WIP Take It Back by f1onagher - T - (DA/LoZ Dynasty Quest)

Discussion in 'Other Review Board' started by Nemrut, Jun 20, 2018.

  1. Nemrut

    Nemrut The Black Mage Prestige

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    Title: Take it Back
    Author: f1onagher
    Rating: T
    Genre: Adventure/kingdom runner
    Status: In-Progress
    Words: ca 400k words for the main story and 100k in sidestory stuff so around 500k combined
    Summary: You have inherited a kingdom in the midst of its final fall. Enemies surround your people on all sides and your foes already plan their portions of the spoils. Disappoint them. Bring Hyrule back from the brink and remind the world of Thedas why your people have weathered the Tests of Time.
    Link: spacebattles

    Credit goes to @EsperJones for mentioning this quest in this post here but also shame on him for not at all selling how great it is and for keeping it to himself for all this time. Thin ice, my friend.

    The quest is half kingdom runner and half personal adventure.

    So yeah, interesting crossover premise right from the start. Hyrule and all the Legend of Zelda elements are set within the world of Dragon Age. Hyrule is placed to the left of Orlais and in times past, it was once one of the great powers in the world but those days are long gone. Mismanagement, scheming, losses and enemies seeking to bring in low has brought the once mighty empire to the brink of destruction. The story and quest starts with Zelda's father, the king, having died, leaving the ruling of Hyrule to Zelda, only the nobility has taken over and formed a regency council, refusing to crown you queen just yet.

    The goal is simple but not easy. Take control of Hyrule, bring back the lost provinces back into the fold and restore Hyrule to its old glory.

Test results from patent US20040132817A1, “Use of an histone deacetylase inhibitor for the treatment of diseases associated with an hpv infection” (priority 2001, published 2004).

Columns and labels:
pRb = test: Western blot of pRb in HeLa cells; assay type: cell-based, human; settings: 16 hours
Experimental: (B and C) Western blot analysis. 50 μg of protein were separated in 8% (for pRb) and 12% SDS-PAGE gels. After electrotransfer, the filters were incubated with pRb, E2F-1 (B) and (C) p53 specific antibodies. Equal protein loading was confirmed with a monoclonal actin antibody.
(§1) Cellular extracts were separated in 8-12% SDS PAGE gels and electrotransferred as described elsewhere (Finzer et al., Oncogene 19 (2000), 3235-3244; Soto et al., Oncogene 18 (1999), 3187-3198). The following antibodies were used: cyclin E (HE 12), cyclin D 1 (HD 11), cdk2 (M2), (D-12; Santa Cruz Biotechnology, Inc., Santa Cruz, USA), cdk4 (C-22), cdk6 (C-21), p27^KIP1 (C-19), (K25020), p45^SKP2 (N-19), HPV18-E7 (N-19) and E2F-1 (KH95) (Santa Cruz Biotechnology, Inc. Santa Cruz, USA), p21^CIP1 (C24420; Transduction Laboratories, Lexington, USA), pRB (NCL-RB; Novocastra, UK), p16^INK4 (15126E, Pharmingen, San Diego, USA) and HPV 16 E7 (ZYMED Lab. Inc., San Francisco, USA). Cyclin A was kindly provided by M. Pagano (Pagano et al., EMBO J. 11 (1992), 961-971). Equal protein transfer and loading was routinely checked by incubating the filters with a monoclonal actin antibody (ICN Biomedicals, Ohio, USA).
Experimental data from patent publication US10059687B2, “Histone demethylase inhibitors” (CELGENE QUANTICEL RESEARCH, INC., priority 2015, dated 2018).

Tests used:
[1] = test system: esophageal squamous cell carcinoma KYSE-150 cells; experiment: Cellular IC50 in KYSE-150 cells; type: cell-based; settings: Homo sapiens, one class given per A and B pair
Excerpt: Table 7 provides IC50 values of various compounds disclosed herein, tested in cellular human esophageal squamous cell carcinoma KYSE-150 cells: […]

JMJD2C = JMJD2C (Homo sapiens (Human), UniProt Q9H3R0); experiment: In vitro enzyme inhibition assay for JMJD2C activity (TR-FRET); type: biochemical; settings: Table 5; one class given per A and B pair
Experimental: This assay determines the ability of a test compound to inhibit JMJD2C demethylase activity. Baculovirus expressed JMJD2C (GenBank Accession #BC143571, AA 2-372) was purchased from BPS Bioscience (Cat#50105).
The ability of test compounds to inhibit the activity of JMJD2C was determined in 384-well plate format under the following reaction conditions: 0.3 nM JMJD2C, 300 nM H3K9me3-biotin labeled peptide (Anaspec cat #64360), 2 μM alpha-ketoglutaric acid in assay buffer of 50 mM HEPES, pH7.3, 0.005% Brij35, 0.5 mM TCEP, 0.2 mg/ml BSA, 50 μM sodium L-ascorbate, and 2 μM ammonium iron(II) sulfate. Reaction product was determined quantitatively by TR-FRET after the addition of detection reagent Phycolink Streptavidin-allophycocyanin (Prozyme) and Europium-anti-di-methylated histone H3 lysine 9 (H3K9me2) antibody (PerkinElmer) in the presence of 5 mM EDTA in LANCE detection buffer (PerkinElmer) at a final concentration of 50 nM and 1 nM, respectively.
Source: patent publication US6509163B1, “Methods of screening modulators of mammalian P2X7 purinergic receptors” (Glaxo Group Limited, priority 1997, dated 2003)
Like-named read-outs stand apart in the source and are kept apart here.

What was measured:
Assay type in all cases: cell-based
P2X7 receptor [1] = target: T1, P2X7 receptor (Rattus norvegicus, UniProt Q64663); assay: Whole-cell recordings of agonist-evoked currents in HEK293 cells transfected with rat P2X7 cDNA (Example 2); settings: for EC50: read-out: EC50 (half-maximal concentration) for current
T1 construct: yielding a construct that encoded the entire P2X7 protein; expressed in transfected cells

You don't really need to know all that much about Dragon Age or the Legend of Zelda, really.

    If you're unfamiliar with the former, click on the spoiler

    it's a fantasy medieval setting in which periodically the
    Darkspawn attack, a kinda race of tainted creatures which seek to contaminate all untainted life. Blights are massive attacks in which an Archdemon leads a giant horde to a raid against the surface and only end when the Archdemon is slain, until the next one surfaces centuries later. Opposing them are the Grey Wardens, an organization that recruits no matter the race, gender, nation, religion or station, who are seemingly immune to the taint of the Darkspawn and are great warriors.

    The rest of the kingdoms are mainly human, although you can find dwarves and elves also within the system. The elves were also once a mighty empire but theirs was shattered long ago and the remaining elves are either slaves/lowly discriminated and exploited servants in human cities, kept in slums or ghettos or xenophobic, isolationist nomads in forests.

    Another big factor is religion. Nearly all the humans believe in the religion of the Chant of Light, overseen by the religious organization of the chantry.

    Mages are tightly controlled by the Chantry and the templars (basically an anti mage organization which is also controlled by the Chantry) and mages can be possessed by demons, which are also a thing there.

    That should cover all the important information on that front. What should be immediately obvious is that the setting alone makes for an immensely interesting crossover. By placing Hyrule in Thedas, there are immediately points of conflict. The rest of the world kinda hates elves or at least really dislikes them and Hyrule is all elves. The rest of the world believes in one religion which severely dislikes other religions and the religion of Hyrule is also different.